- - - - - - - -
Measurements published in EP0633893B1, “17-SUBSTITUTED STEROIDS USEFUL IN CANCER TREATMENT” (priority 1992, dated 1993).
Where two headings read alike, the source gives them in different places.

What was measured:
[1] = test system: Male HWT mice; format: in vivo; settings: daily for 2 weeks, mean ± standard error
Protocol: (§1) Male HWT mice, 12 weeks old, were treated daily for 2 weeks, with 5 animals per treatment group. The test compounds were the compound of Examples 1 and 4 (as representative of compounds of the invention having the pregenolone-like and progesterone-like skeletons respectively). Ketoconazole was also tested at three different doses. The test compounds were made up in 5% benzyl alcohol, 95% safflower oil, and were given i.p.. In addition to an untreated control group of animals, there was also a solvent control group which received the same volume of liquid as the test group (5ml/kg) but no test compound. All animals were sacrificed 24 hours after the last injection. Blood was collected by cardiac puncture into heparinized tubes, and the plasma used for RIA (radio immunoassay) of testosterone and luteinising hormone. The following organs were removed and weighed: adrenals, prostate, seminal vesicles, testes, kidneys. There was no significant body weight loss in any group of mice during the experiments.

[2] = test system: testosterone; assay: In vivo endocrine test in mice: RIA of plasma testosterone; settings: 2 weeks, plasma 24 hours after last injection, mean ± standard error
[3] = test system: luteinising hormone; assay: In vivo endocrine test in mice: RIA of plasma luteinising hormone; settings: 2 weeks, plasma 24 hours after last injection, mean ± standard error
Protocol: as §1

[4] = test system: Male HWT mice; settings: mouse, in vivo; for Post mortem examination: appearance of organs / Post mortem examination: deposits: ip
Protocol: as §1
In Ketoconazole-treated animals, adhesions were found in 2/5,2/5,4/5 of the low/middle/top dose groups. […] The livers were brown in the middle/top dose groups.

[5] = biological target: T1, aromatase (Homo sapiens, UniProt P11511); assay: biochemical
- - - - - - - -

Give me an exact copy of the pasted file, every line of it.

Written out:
Measurements published in EP0633893B1, “17-SUBSTITUTED STEROIDS USEFUL IN CANCER TREATMENT” (priority 1992, dated 1993).
Where two headings read alike, the source gives them in different places.

What was measured:
[1] = test system: Male HWT mice; format: in vivo; settings: daily for 2 weeks, mean ± standard error
Protocol: (§1) Male HWT mice, 12 weeks old, were treated daily for 2 weeks, with 5 animals per treatment group. The test compounds were the compound of Examples 1 and 4 (as representative of compounds of the invention having the pregenolone-like and progesterone-like skeletons respectively). Ketoconazole was also tested at three different doses. The test compounds were made up in 5% benzyl alcohol, 95% safflower oil, and were given i.p.. In addition to an untreated control group of animals, there was also a solvent control group which received the same volume of liquid as the test group (5ml/kg) but no test compound. All animals were sacrificed 24 hours after the last injection. Blood was collected by cardiac puncture into heparinized tubes, and the plasma used for RIA (radio immunoassay) of testosterone and luteinising hormone. The following organs were removed and weighed: adrenals, prostate, seminal vesicles, testes, kidneys. There was no significant body weight loss in any group of mice during the experiments.

[2] = test system: testosterone; assay: In vivo endocrine test in mice: RIA of plasma testosterone; settings: 2 weeks, plasma 24 hours after last injection, mean ± standard error
[3] = test system: luteinising hormone; assay: In vivo endocrine test in mice: RIA of plasma luteinising hormone; settings: 2 weeks, plasma 24 hours after last injection, mean ± standard error
Protocol: as §1

[4] = test system: Male HWT mice; settings: mouse, in vivo; for Post mortem examination: appearance of organs / Post mortem examination: deposits: ip
Protocol: as §1
In Ketoconazole-treated animals, adhesions were found in 2/5,2/5,4/5 of the low/middle/top dose groups. […] The livers were brown in the middle/top dose groups.

[5] = biological target: T1, aromatase (Homo sapiens, UniProt P11511); assay: biochemical